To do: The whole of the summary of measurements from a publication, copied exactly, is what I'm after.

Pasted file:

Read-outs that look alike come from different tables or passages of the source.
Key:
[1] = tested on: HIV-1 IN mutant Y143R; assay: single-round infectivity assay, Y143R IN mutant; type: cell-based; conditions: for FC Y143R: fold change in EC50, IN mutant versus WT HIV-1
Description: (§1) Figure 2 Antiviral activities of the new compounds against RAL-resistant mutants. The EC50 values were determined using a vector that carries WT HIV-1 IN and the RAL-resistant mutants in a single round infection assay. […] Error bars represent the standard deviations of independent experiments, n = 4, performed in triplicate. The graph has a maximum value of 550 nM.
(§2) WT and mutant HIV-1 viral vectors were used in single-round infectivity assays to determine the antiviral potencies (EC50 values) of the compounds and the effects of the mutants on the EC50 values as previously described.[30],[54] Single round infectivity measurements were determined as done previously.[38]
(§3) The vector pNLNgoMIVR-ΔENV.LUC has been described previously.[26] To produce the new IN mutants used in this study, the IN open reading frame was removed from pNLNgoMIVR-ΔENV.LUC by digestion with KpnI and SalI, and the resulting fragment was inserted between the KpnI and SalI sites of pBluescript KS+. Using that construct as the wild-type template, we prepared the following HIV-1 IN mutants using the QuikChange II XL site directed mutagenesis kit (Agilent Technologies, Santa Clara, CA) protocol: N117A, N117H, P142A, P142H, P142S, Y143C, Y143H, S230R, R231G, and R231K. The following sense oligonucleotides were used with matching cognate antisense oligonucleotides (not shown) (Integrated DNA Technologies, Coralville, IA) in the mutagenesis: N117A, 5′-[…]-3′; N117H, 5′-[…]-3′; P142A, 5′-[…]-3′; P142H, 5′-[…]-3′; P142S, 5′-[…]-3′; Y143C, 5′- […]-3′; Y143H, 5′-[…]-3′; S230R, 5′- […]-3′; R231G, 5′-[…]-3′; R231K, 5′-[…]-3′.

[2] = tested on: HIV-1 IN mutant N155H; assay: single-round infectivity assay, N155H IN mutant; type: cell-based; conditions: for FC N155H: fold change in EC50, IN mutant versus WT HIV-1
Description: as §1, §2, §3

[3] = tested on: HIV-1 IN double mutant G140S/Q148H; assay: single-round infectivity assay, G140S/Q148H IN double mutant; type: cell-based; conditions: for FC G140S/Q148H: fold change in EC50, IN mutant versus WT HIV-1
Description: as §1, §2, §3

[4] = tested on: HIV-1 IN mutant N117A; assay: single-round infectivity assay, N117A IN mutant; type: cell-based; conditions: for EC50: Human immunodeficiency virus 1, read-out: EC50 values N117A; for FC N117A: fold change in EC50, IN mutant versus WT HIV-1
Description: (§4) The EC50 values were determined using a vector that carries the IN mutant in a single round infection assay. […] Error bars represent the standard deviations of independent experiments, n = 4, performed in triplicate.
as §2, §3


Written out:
Read-outs that look alike come from different tables or passages of the source.
Key:
[1] = tested on: HIV-1 IN mutant Y143R; assay: single-round infectivity assay, Y143R IN mutant; type: cell-based; conditions: for FC Y143R: fold change in EC50, IN mutant versus WT HIV-1
Description: (§1) Figure 2 Antiviral activities of the new compounds against RAL-resistant mutants. The EC50 values were determined using a vector that carries WT HIV-1 IN and the RAL-resistant mutants in a single round infection assay. […] Error bars represent the standard deviations of independent experiments, n = 4, performed in triplicate. The graph has a maximum value of 550 nM.
(§2) WT and mutant HIV-1 viral vectors were used in single-round infectivity assays to determine the antiviral potencies (EC50 values) of the compounds and the effects of the mutants on the EC50 values as previously described.[30],[54] Single round infectivity measurements were determined as done previously.[38]
(§3) The vector pNLNgoMIVR-ΔENV.LUC has been described previously.[26] To produce the new IN mutants used in this study, the IN open reading frame was removed from pNLNgoMIVR-ΔENV.LUC by digestion with KpnI and SalI, and the resulting fragment was inserted between the KpnI and SalI sites of pBluescript KS+. Using that construct as the wild-type template, we prepared the following HIV-1 IN mutants using the QuikChange II XL site directed mutagenesis kit (Agilent Technologies, Santa Clara, CA) protocol: N117A, N117H, P142A, P142H, P142S, Y143C, Y143H, S230R, R231G, and R231K. The following sense oligonucleotides were used with matching cognate antisense oligonucleotides (not shown) (Integrated DNA Technologies, Coralville, IA) in the mutagenesis: N117A, 5′-[…]-3′; N117H, 5′-[…]-3′; P142A, 5′-[…]-3′; P142H, 5′-[…]-3′; P142S, 5′-[…]-3′; Y143C, 5′- […]-3′; Y143H, 5′-[…]-3′; S230R, 5′- […]-3′; R231G, 5′-[…]-3′; R231K, 5′-[…]-3′.

[2] = tested on: HIV-1 IN mutant N155H; assay: single-round infectivity assay, N155H IN mutant; type: cell-based; conditions: for FC N155H: fold change in EC50, IN mutant versus WT HIV-1
Description: as §1, §2, §3

[3] = tested on: HIV-1 IN double mutant G140S/Q148H; assay: single-round infectivity assay, G140S/Q148H IN double mutant; type: cell-based; conditions: for FC G140S/Q148H: fold change in EC50, IN mutant versus WT HIV-1
Description: as §1, §2, §3

[4] = tested on: HIV-1 IN mutant N117A; assay: single-round infectivity assay, N117A IN mutant; type: cell-based; conditions: for EC50: Human immunodeficiency virus 1, read-out: EC50 values N117A; for FC N117A: fold change in EC50, IN mutant versus WT HIV-1
Description: (§4) The EC50 values were determined using a vector that carries the IN mutant in a single round infection assay. […] Error bars represent the standard deviations of independent experiments, n = 4, performed in triplicate.
as §2, §3